Saturday, September 18, 2010

SPX Find #3: The Adventures of Tyler J. Hutchison

One of the things I try to do at SPX is to pick up a few minicomics by people whose work I have never seen before. I figure it's part of my task as a critic to search out the best new work, even if it's coming from somewhere unexpected. That means I often come home with a lot of stuff that I want to recycle right away, but it also means that I see new and interesting things I couldn't have anticipated.

It also means I have a lot of minicomics I feel ambivalent about. What if there's something amusing but crudely drawn, or a moving story with C+ storytelling? What if there's a pompous mini with grand intentions that just fails to deliver, or an improvised, loose, and silly comic by someone who could do better?

I'm of two minds about The Adventures of Tyler J. Hutchinson.

On the one hand, it's a fun little mini, jam-packed with amusing incident. Its sense of humor seems to be positioned somewhere between Scott C. and Scott Pilgrim (two of the better Scotts in comics, leaving aside the question of Scotsmen in comics). Ghosts hang around at a party in the woods wearing backwards ball caps and calling each other "bro"; when Tyler kills a troll, a visible graphic displays the increase in experience points, and text screens reveal what's added to his inventory.

There's a good deal of random, silly, improvised-feeling humor in this comic, and I'm certainly in no position to complain about that. When Tyler receives a quest to locate a dead wizard's favorite hat, he imagines what he'll be able to do once the magic hat is his:

That's a pretty fun sequence, and I can tell it was fun to draw. Click to enlarge it.

When he does finally find the hat and the monster that stole it, things are certainly not as we would have expected:

Can you see the hat?

... And yet, I'm even of two minds about the goofy humorousness of this story, since it basically leads Hutchinson off chasing whims, and keeps the story from really feeling like it has a resolution (since the story has so little shape). Will Tyler return to the tree that gave him such fateful instructions at the beginning of the story? Will he claim the treasure by killing the ghosts? These questions are important in the mini's first few pages, but they fade away in favor of other issues. Will he be held accountable by the troll's family? What happens to the fratboy ghost who slips himself a roofie? The comic doesn't conclude so much as merely end. I know Adventures isn't expecting me to care about this, and yet I can't help wanting the book to feel more structured, because it's in the form of a book.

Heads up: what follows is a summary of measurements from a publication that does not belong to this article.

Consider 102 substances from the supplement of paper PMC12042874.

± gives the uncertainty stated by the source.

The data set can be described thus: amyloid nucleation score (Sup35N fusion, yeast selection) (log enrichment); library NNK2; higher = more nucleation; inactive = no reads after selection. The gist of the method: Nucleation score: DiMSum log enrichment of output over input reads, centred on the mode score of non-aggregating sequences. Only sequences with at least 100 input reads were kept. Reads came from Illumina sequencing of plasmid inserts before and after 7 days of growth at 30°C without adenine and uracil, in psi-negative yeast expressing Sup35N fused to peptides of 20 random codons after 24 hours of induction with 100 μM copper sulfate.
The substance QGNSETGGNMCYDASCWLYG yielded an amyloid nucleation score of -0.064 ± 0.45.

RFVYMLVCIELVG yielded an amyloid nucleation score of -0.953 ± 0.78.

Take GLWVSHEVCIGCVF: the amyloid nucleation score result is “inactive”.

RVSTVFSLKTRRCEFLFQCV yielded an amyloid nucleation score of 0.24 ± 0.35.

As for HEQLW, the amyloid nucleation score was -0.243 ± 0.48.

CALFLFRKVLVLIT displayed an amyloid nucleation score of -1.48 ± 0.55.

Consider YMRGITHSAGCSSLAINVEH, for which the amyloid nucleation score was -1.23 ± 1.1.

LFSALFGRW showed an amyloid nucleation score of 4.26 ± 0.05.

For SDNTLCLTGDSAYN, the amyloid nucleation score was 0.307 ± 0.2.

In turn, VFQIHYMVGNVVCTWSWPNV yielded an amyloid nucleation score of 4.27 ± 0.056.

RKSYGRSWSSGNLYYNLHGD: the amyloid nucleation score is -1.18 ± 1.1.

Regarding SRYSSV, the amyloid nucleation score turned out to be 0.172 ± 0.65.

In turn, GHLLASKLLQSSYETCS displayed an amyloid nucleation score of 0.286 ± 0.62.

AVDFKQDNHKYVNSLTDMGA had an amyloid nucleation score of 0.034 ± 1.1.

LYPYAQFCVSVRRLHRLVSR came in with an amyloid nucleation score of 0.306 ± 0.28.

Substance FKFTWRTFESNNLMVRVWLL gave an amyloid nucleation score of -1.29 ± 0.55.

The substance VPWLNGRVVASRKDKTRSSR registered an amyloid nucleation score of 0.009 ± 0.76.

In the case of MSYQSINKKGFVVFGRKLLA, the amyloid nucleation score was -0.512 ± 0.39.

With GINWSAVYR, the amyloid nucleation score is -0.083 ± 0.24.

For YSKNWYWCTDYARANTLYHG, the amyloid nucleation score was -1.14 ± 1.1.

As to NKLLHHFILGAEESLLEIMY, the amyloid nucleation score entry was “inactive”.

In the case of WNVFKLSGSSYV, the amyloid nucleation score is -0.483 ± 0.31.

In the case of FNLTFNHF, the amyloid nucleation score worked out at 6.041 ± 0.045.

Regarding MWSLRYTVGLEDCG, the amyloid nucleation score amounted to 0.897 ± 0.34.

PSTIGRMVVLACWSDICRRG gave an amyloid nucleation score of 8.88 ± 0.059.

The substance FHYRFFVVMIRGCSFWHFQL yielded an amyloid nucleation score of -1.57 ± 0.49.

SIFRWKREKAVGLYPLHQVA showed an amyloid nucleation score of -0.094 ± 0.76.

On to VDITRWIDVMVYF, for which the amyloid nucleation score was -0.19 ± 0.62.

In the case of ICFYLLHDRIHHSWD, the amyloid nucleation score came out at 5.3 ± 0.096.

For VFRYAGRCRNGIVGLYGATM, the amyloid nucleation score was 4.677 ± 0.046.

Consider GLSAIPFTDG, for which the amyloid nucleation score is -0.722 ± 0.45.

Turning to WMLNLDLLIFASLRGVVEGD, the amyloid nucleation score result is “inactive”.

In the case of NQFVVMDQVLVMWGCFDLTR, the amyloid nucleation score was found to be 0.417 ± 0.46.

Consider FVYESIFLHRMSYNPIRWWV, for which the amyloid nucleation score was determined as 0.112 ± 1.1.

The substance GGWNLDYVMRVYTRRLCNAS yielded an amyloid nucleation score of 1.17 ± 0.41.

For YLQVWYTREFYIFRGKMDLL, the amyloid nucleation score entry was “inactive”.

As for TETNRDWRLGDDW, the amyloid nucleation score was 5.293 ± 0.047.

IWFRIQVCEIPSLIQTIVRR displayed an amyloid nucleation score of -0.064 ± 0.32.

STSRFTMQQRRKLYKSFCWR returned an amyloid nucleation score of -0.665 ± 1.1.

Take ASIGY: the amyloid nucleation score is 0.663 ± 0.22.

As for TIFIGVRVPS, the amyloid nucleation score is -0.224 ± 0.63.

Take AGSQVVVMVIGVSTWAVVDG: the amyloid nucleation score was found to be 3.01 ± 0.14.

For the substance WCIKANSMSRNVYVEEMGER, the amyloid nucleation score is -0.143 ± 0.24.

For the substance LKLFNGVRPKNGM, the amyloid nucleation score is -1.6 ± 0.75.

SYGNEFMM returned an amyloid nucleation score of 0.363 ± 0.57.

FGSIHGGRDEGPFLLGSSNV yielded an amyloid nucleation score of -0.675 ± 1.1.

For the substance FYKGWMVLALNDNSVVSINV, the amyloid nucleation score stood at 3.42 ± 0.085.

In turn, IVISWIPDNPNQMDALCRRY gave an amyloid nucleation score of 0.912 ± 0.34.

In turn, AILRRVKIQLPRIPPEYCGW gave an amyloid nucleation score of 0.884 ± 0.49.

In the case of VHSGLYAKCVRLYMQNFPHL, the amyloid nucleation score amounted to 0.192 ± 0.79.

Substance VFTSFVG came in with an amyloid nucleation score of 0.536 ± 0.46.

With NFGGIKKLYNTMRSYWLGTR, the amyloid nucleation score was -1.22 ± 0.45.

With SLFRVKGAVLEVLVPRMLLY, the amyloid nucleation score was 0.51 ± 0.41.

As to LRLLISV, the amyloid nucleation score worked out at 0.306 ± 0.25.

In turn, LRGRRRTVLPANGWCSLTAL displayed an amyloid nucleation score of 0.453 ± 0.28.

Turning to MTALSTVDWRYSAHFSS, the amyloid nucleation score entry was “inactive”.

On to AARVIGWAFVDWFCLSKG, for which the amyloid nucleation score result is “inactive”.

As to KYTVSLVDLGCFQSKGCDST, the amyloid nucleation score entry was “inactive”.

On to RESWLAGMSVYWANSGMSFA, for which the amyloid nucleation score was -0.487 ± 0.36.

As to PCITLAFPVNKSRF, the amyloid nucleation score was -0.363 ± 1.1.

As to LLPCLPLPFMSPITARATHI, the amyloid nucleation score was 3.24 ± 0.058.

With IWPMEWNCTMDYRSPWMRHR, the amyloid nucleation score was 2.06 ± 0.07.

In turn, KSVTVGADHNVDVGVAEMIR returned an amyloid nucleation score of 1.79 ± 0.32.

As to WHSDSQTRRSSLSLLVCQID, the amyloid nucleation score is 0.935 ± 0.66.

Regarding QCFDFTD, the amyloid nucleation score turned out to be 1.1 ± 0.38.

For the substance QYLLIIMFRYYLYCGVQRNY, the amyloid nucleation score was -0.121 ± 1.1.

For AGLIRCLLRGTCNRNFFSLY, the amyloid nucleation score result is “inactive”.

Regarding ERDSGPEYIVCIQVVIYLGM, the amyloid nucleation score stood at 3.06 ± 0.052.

The story also exists in its entirety online, and it might feel more natural (and more satisfying) in that format, which implies looser structure and less terminal closure at the end (where more pages can always be added on).

On the web, you're also going to see these pages at about twice the size they appear in the mini, which helps Hutchinson's art retain its legibility. He works with a lot of faint and thin lines, and those haven't translated very clearly into the minicomic I brought home from SPX. (It's small, only about 4" x 6": see my fingers in the first picture?)

Some of the images that were designed for the screen get pretty muddy on the miniature page, even though there's good drawing underneath them.

(Compare this page before and after clicking to enlarge it.)

So, in the end, I think The Adventures of Tyler J. Hutchinson is a fun, silly comic that does some interesting things with the conventions of adventure fantasy. (My favorite thing about it, actually, might be that it announces itself as a "journal comic" full of "very personal life stories" without containing anything set in the real world.) I'm glad I've read it, but I'm not sure I'd recommend it wholeheartedly. If nothing else, however, you can read it for free online, along with Hutchinson's other amusing comics, so if you've got the time and inclination, follow that link to check it out.

Since I didn't get Tyler Hutchinson to draw a sketch for me at SPX, I've decided to end this review with a different sort of bonus: a little bit of "fan art" I doodled up, featuring his frat-party ghosts:

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